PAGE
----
“A lot of dudes were on the set with him,” Rock, another Bronx native from the era remembers. “His set was known for bikes and Uzi’s. They’d be flying through tearing shit up. You know Pistol Pete had the uwop on him. He stayed with an Uzi on him.” And Pete wasn’t one to shy away from beef. He courted it. “They’d beef with whoever. Pistol Pete didn’t care. It seemed like he liked that shit. They got three buildings down there bubbling crack. If someone around the way opened a spot they’d beef with the dudes across the street, lighting their asses up every time.” Money says. And if any strong opposition showed up, Pistol Pete had something for them too. One night the Sex, Money and Murder crew were outside of the Olympics Restaurant in the Bronx when they saw this local tough dude, BO. BO had a solid rep on the block and Pistol Pete knew he could get points for knocking dude off. Pistol Pete wanted to go in and kill him right then in front of all the people just on G.P. but his mans and them tried to talk him out of it. Pistol Pete wouldn’t listen though. He was adamant but finally his crew convinced him to wait for the dude to come outside. BO never came out though, so Pete told all his people, “No matter what,” if any of them saw BO anywhere they were to kill him. Twin ended up killing BO shortly thereafter in 1995. “When them niggas came through they was deep. They stayed strapped too.” Money says. The crew was armed and dangerous. Beware any who stood in their way.

“How many people jump into this life just wanting to enjoy the fast money, the cars, the women, the event and fail to prepare themselves mentally or just refused to accept the darker side of life?” Pete asked. He was the type of dude if you were all in, then you’d better be all in. There was no halfway with Pistol Pete. And he didn’t just talk it. He walked it. Rock explains, “There were times they’d be at the Tunnel, that’s the club in Manhattan where Pistol Pete and his guys would rob a lot of people. It was a known stick-up spot. But Pistol Pete would front on dudes. He in there and he got a chain but he knew that them dudes from Brooklyn were stick-up niggas looking for somebody to rob. But Pistol Pete told his mans and them to let him hold all of their chains and he put them all on. This is how brazen he was.”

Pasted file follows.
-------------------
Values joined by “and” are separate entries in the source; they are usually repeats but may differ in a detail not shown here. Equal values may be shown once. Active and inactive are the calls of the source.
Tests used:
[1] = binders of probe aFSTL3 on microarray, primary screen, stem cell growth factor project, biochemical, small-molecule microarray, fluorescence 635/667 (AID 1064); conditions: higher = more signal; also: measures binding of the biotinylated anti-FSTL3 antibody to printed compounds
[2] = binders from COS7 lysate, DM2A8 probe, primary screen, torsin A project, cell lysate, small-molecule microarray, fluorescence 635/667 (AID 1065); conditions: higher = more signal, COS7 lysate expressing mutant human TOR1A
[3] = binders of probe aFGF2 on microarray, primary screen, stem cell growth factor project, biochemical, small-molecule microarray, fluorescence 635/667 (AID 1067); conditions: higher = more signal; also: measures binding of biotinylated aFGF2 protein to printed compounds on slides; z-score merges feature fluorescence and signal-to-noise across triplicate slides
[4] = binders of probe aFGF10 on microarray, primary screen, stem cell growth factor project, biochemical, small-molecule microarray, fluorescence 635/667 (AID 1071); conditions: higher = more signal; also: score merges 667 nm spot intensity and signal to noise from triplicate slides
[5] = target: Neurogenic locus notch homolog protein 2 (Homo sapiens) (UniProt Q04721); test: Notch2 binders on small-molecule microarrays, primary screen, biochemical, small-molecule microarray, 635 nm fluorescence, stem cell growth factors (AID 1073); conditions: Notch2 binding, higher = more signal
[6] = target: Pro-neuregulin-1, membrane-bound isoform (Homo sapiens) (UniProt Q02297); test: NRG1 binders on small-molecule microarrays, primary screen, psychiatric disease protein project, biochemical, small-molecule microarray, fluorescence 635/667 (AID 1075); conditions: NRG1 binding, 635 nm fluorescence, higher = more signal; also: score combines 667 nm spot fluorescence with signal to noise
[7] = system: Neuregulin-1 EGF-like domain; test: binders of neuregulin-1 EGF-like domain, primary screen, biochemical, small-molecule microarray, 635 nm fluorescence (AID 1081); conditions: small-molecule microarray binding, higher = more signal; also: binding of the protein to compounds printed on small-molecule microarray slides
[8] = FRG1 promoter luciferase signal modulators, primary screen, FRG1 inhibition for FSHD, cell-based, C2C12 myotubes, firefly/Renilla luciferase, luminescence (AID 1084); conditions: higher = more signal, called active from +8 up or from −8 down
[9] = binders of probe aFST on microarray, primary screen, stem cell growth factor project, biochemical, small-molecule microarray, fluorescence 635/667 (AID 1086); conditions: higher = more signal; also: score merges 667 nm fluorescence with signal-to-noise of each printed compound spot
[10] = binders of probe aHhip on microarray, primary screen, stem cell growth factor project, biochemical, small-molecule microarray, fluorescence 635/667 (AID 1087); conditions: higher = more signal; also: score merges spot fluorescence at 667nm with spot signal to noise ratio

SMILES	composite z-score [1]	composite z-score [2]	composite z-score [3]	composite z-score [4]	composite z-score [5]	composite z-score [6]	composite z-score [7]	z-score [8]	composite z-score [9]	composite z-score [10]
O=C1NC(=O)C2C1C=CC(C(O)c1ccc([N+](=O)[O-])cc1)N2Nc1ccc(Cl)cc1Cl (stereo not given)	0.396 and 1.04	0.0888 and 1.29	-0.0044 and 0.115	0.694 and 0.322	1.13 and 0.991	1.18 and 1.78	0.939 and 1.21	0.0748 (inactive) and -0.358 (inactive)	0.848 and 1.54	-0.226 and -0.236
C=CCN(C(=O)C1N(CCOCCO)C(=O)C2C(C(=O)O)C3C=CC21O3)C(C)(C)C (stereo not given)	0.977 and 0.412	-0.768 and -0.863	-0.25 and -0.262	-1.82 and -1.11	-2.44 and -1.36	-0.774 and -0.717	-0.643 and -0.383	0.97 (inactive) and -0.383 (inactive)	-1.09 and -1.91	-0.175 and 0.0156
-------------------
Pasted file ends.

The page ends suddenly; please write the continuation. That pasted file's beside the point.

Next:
Because in reality Pistol Pete didn’t give a fuck. He liked to flaunt shit in dudes faces. “He would walk dead amongst and in the center of all these stick-up niggas.” Rock says. “Just daring them to fuck with him. This was his character. This is how he carried it. This nigga got a bunch of jewelry on him. A bunch of chains. That was a brazen act. Daring these stick-up niggas to try him.” But that was Pistol Pete. He courted chaos. He lived for the drama. The turmoil and dangers of the street were his domain. It was where he had to prove himself again and again. And he made his presence known too. “Nothing moved in the Boogie Down without his say,” Rock says. “Dude was powerful.” And one time Pistol Pete even ended up busting off on a bunch of dudes in the club, just to prove a point. Allegedly someone was killed. “History repeated itself with the club murder because his father had a similar situation in a club 20 years before.” The oldhead says. Pistol Pete was destined to follow in his father’s footsteps.

This is an excerpt from Sex, Money, Murder – Peter “Pistol Pete” Rollock. Available on Amazon Kindle for $2.99.